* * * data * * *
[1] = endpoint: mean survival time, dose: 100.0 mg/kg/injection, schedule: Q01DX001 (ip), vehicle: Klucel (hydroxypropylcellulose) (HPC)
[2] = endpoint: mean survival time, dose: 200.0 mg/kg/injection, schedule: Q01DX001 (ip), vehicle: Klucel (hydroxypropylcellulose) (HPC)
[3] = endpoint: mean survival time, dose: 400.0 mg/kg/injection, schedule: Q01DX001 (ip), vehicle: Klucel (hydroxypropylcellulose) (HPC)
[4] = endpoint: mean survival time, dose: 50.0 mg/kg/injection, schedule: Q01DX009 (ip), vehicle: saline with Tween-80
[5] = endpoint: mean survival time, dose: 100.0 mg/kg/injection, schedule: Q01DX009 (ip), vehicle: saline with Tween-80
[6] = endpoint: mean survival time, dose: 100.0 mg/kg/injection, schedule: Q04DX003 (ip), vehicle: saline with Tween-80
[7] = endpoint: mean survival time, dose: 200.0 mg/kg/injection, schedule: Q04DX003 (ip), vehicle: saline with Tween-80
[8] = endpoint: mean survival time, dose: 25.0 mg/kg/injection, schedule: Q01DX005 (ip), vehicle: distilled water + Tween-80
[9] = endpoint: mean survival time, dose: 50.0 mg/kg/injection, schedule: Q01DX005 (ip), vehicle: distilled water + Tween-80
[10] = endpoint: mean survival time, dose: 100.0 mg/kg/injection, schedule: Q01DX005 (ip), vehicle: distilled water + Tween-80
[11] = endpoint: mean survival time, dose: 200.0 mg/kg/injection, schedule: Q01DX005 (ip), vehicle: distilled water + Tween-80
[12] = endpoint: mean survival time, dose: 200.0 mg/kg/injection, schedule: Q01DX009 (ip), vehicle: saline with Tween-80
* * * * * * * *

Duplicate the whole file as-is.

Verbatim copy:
[1] = endpoint: mean survival time, dose: 100.0 mg/kg/injection, schedule: Q01DX001 (ip), vehicle: Klucel (hydroxypropylcellulose) (HPC)
[2] = endpoint: mean survival time, dose: 200.0 mg/kg/injection, schedule: Q01DX001 (ip), vehicle: Klucel (hydroxypropylcellulose) (HPC)
[3] = endpoint: mean survival time, dose: 400.0 mg/kg/injection, schedule: Q01DX001 (ip), vehicle: Klucel (hydroxypropylcellulose) (HPC)
[4] = endpoint: mean survival time, dose: 50.0 mg/kg/injection, schedule: Q01DX009 (ip), vehicle: saline with Tween-80
[5] = endpoint: mean survival time, dose: 100.0 mg/kg/injection, schedule: Q01DX009 (ip), vehicle: saline with Tween-80
[6] = endpoint: mean survival time, dose: 100.0 mg/kg/injection, schedule: Q04DX003 (ip), vehicle: saline with Tween-80
[7] = endpoint: mean survival time, dose: 200.0 mg/kg/injection, schedule: Q04DX003 (ip), vehicle: saline with Tween-80
[8] = endpoint: mean survival time, dose: 25.0 mg/kg/injection, schedule: Q01DX005 (ip), vehicle: distilled water + Tween-80
[9] = endpoint: mean survival time, dose: 50.0 mg/kg/injection, schedule: Q01DX005 (ip), vehicle: distilled water + Tween-80
[10] = endpoint: mean survival time, dose: 100.0 mg/kg/injection, schedule: Q01DX005 (ip), vehicle: distilled water + Tween-80
[11] = endpoint: mean survival time, dose: 200.0 mg/kg/injection, schedule: Q01DX005 (ip), vehicle: distilled water + Tween-80
[12] = endpoint: mean survival time, dose: 200.0 mg/kg/injection, schedule: Q01DX009 (ip), vehicle: saline with Tween-80